"It wasn't something I was going to wait for" - John Costik Frees the Dexcom Data (Classic Episode)
"It wasn't something I was going to wait for" - John Costik Frees the Dexcom Data (Classic Episode)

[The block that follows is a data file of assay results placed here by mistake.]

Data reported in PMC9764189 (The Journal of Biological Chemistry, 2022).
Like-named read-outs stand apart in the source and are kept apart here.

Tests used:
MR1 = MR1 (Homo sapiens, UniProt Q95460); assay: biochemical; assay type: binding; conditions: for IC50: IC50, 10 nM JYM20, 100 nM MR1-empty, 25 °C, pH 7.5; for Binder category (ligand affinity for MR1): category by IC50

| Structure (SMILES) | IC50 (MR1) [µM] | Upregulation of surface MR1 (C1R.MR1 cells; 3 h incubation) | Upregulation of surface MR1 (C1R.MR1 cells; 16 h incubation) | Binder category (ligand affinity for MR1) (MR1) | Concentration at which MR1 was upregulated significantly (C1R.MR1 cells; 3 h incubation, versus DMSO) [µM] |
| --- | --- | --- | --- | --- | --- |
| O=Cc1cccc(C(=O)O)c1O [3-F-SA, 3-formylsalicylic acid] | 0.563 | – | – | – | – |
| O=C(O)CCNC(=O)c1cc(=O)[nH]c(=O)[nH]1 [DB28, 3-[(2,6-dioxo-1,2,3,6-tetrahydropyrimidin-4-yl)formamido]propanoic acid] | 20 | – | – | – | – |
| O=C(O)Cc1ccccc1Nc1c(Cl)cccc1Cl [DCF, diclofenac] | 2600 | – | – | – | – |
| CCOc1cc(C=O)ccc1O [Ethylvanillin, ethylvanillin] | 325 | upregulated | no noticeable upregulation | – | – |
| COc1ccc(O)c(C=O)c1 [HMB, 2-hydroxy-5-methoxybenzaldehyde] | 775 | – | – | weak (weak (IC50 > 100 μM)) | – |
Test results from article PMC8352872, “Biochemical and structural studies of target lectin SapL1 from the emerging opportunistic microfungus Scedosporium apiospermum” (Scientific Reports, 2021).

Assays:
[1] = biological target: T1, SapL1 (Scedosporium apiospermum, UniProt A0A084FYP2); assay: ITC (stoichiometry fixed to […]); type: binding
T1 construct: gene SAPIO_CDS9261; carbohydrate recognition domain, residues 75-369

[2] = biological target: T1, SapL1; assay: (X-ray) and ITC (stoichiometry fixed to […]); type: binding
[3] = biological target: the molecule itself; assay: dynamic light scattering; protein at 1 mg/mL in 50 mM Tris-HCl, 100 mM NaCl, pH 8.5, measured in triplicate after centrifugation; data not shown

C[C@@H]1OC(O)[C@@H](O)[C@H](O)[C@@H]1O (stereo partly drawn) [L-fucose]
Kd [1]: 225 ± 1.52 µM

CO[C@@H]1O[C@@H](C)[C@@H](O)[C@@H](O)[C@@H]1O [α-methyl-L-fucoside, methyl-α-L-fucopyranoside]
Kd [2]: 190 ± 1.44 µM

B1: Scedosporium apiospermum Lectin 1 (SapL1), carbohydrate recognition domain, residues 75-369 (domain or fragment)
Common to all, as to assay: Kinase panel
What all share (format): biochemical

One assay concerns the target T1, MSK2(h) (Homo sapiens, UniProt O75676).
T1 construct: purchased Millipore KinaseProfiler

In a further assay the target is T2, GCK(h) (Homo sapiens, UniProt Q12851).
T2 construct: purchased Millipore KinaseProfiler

Eight years ago, you could use a CGM but you couldn't share the data. Dexcom transmitters didn't connect to phones and parents and caregivers couldn't Follow anyone. That started to change - and change quickly - in 2013. That's when John Costik posted a photo on Twitter. That photo showed John's laptop, at home, monitoring his son Evan's blood sugar while Evan was miles away, at daycare. John soon linked up with others who were also working on improving existing diabetes tech. That was the start of Nightscout and a host of other "We are not waiting" improvements, many of which are now integrated into commercial offerings. This interview with John is from October of 2015. He has since left his job as a supermarket software engineer and is currently the director of digital product development at Beta Bionics. That's the company founded by Ed Damiano that's developing the iLet insulin pump. ----- available to Diabetes Connections listeners! ----- Get the App and listen to Diabetes Connections wherever you go! Episode Transcription Below Stacey Simms 0:00 This episode of Diabetes Connections is brought to you by inside the breakthrough, a new history of science podcast full of did you know stuff. Announcer 0:13 This is Diabetes Connections with Stacey Simms. Stacey Simms 0:19 Welcome to a classic episode of Diabetes Connections. As always, though, we aim to educate and inspire about diabetes with a focus on people who use insulin. These classic episodes are something new this year, we are bringing back some interviews that are from the very first year of year and a half of the show. We started in 2015, coming up on six years. So there's a lot of episodes that newer listeners haven't heard. And it's kind of fun to go back and give some perspective. I like revisiting. I'm emailing everybody that was featured. If they're getting a classic episode, I'm sending them a text message or a DM or email or you know, I'm just getting in touch with them to say anything you want to share, you know, any new stuff. And it's been really fun to reconnect with some of those previous guests. I’ll be honest with you, I have really hesitated about bringing by older tech type episodes into this run of classics. We did a lot of interviews, like we do now with the pump companies and technology and things like that. And I think it could just be kind of confusing if you're a newer listener, or if you know, you put a classic episode on and you're thinking it's new. But I mean, let's say I run an episode from 2015, when Dexcom, for example, is talking about an upcoming piece of technology that now in 2021, is outdated or never happened. So I'm purposefully avoiding most of those interviews. If you're interested, though, there's a great search box. I'm really proud of the website. It's very robust, you can go and search the 372 episodes that we have put index calm, see how its evolved over time, put in animists and find out what happened, you know, that kind of stuff. Some of those types of interviews, though, especially from the Do It Yourself community are, in my opinion, very valuable and very much worth revisiting. So that is the topic for this week. All right, come with me now let us go back to the olden days of diabetes back before 2013. Now I know most of you that's not the olden days for real. But you think about what has changed since then. Before 2013. It was a time where continuous glucose monitors were used. They were around we were at the time using I want to say the g4 Platinum pediatric. But you know, you could use it, you had a nifty little receiver, but you could not share the data. And it I don't believe in 2013 it was on anybody's phone, you definitely couldn't share. Then we saw the tweet. I've been on Twitter since 2008, thanks to my radio days, but I can't say that I was following john Costik at this time, but he was retweeted by somebody else I knew. And I saw this amazing thing. It was a dad watching his young son's blood sugar. On the dad's laptop. The kid was in daycare, the dad was at home, they were across town from each other in 2013. I started following that dad, john Costik. And of course, I was far from the only one john linked up with others who were also working on improving existing diabetes technology. And all of that was really the start of nightscout and a host of other we are not waiting type improvements, many of which are now integrated into commercial offerings. We are going to revisit that time with john Costik in just a moment and catch up on what he's doing now. But first Diabetes Connections is brought to you by inside the breakthrough on the surface. This podcast is a collection of fun, entertaining and even surprising stories from the history of science. But host Dan riskin digs deeper and he really does entertained while drawing connections between these stories and the challenges faced by modern day medical researchers. The latest episode it was just released a couple of days ago. It is wild Dan explains why it took a dozen people 200 years to discover and then undiscovered a planet. I love this podcast. I'm so glad to partner with them. You can search for inside the breakthrough anywhere you listen to audio wherever you found this podcast and if you are listening through the website or social media, click on Diabetes, Connections COMM And you'll see the insight the breakthrough logo. By the way, good time to remind you this podcast is not intended as medical advice. If you have those kinds of questions, please contact your health care provider. A couple of things to know before we jump into the interview, I did reach out to john Costik of course, as I mentioned, and he said let's let folks know I'm hard at work on the islet and its digital products. He is currently the Director of digital product development at beta bionics. He would love that and he says hope you're doing well Stacey and if you are not familiar in the islet is the product from Ed Damiano. We've had him on the show a couple of times beta bionics is the company that is now developing it The islet is finishing some clinical trials this year and should be submitted to the FDA. Pretty soon I am speaking to the folks at beta bionics about coming on the show and giving us an update. So we will work on that as well. But also remember, this is from the fall of 2015, there are going to be dated references. I just want to kind of keep that in your brain. Because while it's fascinating to take a look back, you have to keep in mind as you listen, this is nearly six years ago, but I gotta tell you, I'm just as excited listening back to this interview as I was when I first saw that tweet, John Costik. I am thrilled to have you as my guest this week. Welcome to Diabetes Connections. John Costik 5:41 Oh, thank you. so thrilled to be here. Stacey Simms 5:43 Thank you very much. Let's talk about how this all started. Your son was diagnosed in 2012. He was four. But unlike a lot of people who have children diagnosed at any age, you had more technical knowledge than a lot of us. Can you take us through first, you know your diagnosis story, what happened to lead you to find out that your son have diabetes? And then you know, what made you think to look at the equipment and think well, this isn't good enough. John Costik 6:11 Right? So it was late summer, end of August 2012. And Evan was showing sort of those classic signs that now we know are classic signs, right that he was thirsty all the time peeing all the time and just, you know, little get more lethargic as the day went on. And the 24th was a Friday and my wife Laura went over to pick them up from daycare surprise him with an early lunch. And when she got there that the instructor said, He's so thirsty, he's crying. So she called me and I was out for a run on the canal path. And I remember, she told me what was going on. I said, That's not good. And, you know, he's been really thirsty and really sweaty. past couple days, let's I said just, you know, both of our guts, were telling us, let's get into the doctor. So she called our primary care. And on like most appointments, where they're like, Well, yeah, we'll see you in a couple days, they were really quick to say, Okay, come in, at one o'clock, then, you know, so like a one hour delay from the time they called. So little did we know they I mean, they knew pretty much right away what it was. So as soon as they got there, of course, he had to go to the bathroom. So they did urine check. And he was clearly spilling sugars than they needed to finger check. And he maxed it out. And they basically said, we're gonna call the hospital, you get in the car and just go to the ER, we'll tell them. You're on your way. Stacey Simms 7:42 Did you know anything about diabetes at that point? John Costik 7:45 No, no. And this was Laura was at the doctor. So she called me I was at work at this point. And it was just like, getting hit in the head basically. And yeah, my, my knowledge of diabetes was very limited, much some family members that were type two, and I knew there was no type one and type two, and one was curable, one wasn't. And that was mostly because growing up my mother, my mother, she still is a nurse, but she's retired. But she was the school nurse. And there were a couple kids with type one. And I remember just hearing stories of her having to, you know, go to people's homes to pick up their insulin for them if they forgot it. So understanding that type one was distinctly different, I at least knew that much. But the next three days at the hospital, obviously, they put us through the type one boot camp, and send you on your way, basically with vials of insulin, and, in our case, humalog pen, and we had to sort of figure it out from there. Yeah, they gave us the general guidelines for how much insulin he may or may not need, how much lantis to give him. And we were on our way. Stacey Simms 8:53 Now, it seems like you started on a continuous glucose monitor pretty quickly, how soon after you got home? Did you start thinking about that? John Costik 9:00 So it was mentioned to us while we were at the hospital by the endocrinologist that diagnosed HIV. And at the time was the Dexcom. Seven, and the I think it was still the Medtronic soft sensor at that point. So those were the only two that were shown to us. And he said, okay, it's a lot of information up front. So we actually went with shots and did a lot of finger checking, initially. But one of the one of the things we recognized real quickly, was the ability to to log this data and communicate this data was sort of hampered you know, if the nurse was writing things down in a log book that didn't inform Laura and I how Evan was doing during the day. So the first thing I did was set up a website for logging, you know, nutritional data, finger checks and how much insulin we were giving him. So that was within probably a week after diagnosis had some semblance of that. And that was to prepare him for going back to daycare. So we could all stay in the loop. So that system would send Lauren an email, a text message whenever a treatment was entered. Stacey Simms 10:11 Alright, so then a few months later, though, you decided to go with the Dexcom. g4. John Costik 10:15 Yeah, we started looking around, so around November when I got approved. So I immediately signed up for all the diabetes technology, news letters and everything I could and started, you know, as, as my mind kind of settled down from the diagnosis. You know, I started looking to see what can we use to keep him safer, healthier, both in the short term and long term. And the g4 was approved, I believe it was November in that ballpark of 2012. So I began the process almost immediately to get that it took a while to get it through insurance. Because they actually like to see hypoglycemia before they'll give you tools to avoid it. Stacey Simms 10:52 I know. And if you do, too well, they want they might take it away. That's the craziest part. John Costik 10:56 No, no, your son's still healthy doesn't need the thing that's keeping him healthy. Yeah. So. So unfortunately, or, you know, he did have a low in January, that basically put us over the edge. Then they approved it, and we had it in, you know, the second or third week of February 2013. And that's when we began using that. And does that mean immediately it was sort of a revelation to have this second order data, this trend data along with the blood sugar, just so to know directionally where he's going. And you know, what's happening in those periods that we were blind to before. So immediately after meals, we'd see these big spikes that come right down. But, you know, got our mind spinning on, what can we do to improve that? And at the same time, when we sent him to school, is there any way for us to have continued access to the CGM data? Stacey Simms 11:52 Now you both you and your wife both have backgrounds in engineering? Correct. And so this was something that you looked at, and what did you think of the system because somebody like me, you know, I was a communications major in college, I've worked in broadcasting my whole life. I looked at the CGM. And I thought, Wow, this is so great. How could it get any better? You looked at and thought this is the dumbest device in terms of talking to anything else? John Costik 12:14 Right, but but I understood the position that everything sort of has, has to go through that growing cycle. So I understood that. So I also my wife worked at an FDA regulated company. So we had some idea that putting a medical device online and presenting that data to people is more daunting for the commercial entity than it would be for us as individuals to just extend it. So we I mean, we were never, I never really railed against Dexcom. In at the time, I think they had sort of shown off some semblance of share, or there'd been some patents that came along that indicated that they were clearly moving towards remote monitoring at some point. But it wasn't something I was going to wait for. Right. So I have the CGM. Now this great device, I have a laptop that can talk to it. And I know, I can take that data off and send it to a cloud service. Or, in our case, we just started with a simple Google spreadsheet that we sent the data to. And then I wrote an iPhone app that pulled that data down and your web app, so the school could just see, you know, his current blood sugar and trend. So we integrated that with with our care portal website. And that was powered by a laptop top load. So initially, I just used a repurposed Dexcom zone, what I call a DLL, linking library dynamic linking library. So that's basically just a program that allows you to interface programmatically with the receiver. So I just repurposed that wrote a fairly simple Windows application to just pull that data every five minutes, and then upload it to that. Like I said, that Google spreadsheet. Stacey Simms 14:02 Okay, so I'm just curious, was it hard for you to do that? Did it take you a long time? Or did you sit down and tap the tap tap? You know, you're done. You got it? John Costik 14:10 It wasn't, wasn't challenge. So my background in software, I it was relatively recent background, but it was all focused around windows code, and specifically writing these sorts of libraries for other hardware devices. So I understood if I took their library and put it into what what I would call, you know, a software project, that I wouldn't be able to see exactly the interfaces that could pull that data into my own application. So it really only took probably an hour or two, to write to write the basic windows uploader. Stacey Simms 14:46 And then you put this picture on Twitter. I don't know how long after that said, Look at what we're doing. Isn't that interesting? And did you expect the reaction that you got which was basically jaws dropping around the country, saying how Do I do that? John Costik 15:01 Yeah, that's, I took some pictures of the windows one initially. And that didn't get a ton of attention. And when when I started going after a truly ambulatory like a mobile solution, that is what really drew people in. So I knew Evan was going to kindergarten, I wanted him to be able to remotely monitor, monitor, monitor, no matter where he was, was, he was on the bus, in class moving around, so I knew, you know, even a really small laptop wouldn't cut, it just wouldn't be convenient for him. But if I could get a small cell phone, smartphone and do that, great. So I started in Android was really the only choice they make much easier to communicate with USB devices and other accessories. So I started working on that, beginning of May, in about a week or two into may, I had sort of unraveled how Dexcom was communicating with the device and, and what that communication looked like and how to interpret that, and then send it along to to a web service to a cloud service. So those tweets got people's attention. And I think I chimed in on on a bulletin board somewhere. And that's when Wayne Desborough reached out and said, Hey, I'd really like to do the same thing for my son, he's his room is too far for the receiver to be in our room and reach him. So we'd like to do to build a remote monitoring system. Stacey Simms 16:36 Okay, so let me stop you there and tell me if this is all correct. Lane despereaux. Now with Bigfoot biomedical, yep. He has an engineering background as well, I think you work for Medtronic for a while, but he had designed his own home display system. He He's the guy who came up with the nightscout name, right. But he didn't connect it to the internet. John Costik 16:56 Now, he, he did so ln really took my uploader and created that open source nightscout back end. So the the website you see today is is an evolution of his original design, and uses the same architecture. So a Mongo database, and a Node JS application sitting on a web server somewhere, and allowing people to view you know, their data or their loved ones data. Okay, so that that core was was Lane's work. And later, he brought on Ross nailer, software engineer, and they sort of refined that and got it to that point where, where it could could go live. So for my part, they, they took my uploader code, you know, I gave that to them. And I took their chart code, and put that into, into our home system. And that's sort of where it took off. So in the middle of the summer, I started using the Pebble watch, because I my whole goal this whole time was just how simple can I make this? How glanceable and easy can I make this for everybody involved, because I don't want to stare at the chart all day at work, I just want to know when something's up, I want to go on my day, but know that this system will tap me on the shoulder when it needs to. So Pebble watch was was a good way to do that. Because you can make it vibrate and do all sorts of things to get your attention. Stacey Simms 18:25 Okay, so now you've got it on your Pebble watch laying despereaux and other people that you've mentioned, are coming up with their own additions. When did what we now recognize as nightscout? When did that all come into play? Was it a few weeks or months after you all kind of shared your codes? John Costik 18:45 So I think lane started using that name fairly early on. And we all met Finally, actually, Lane was in Rochester, New York for a sailing competition that I believe he won at the end of August 2013. So he actually was at our house for Evans first diversity. And that was a great time when he and I got talking...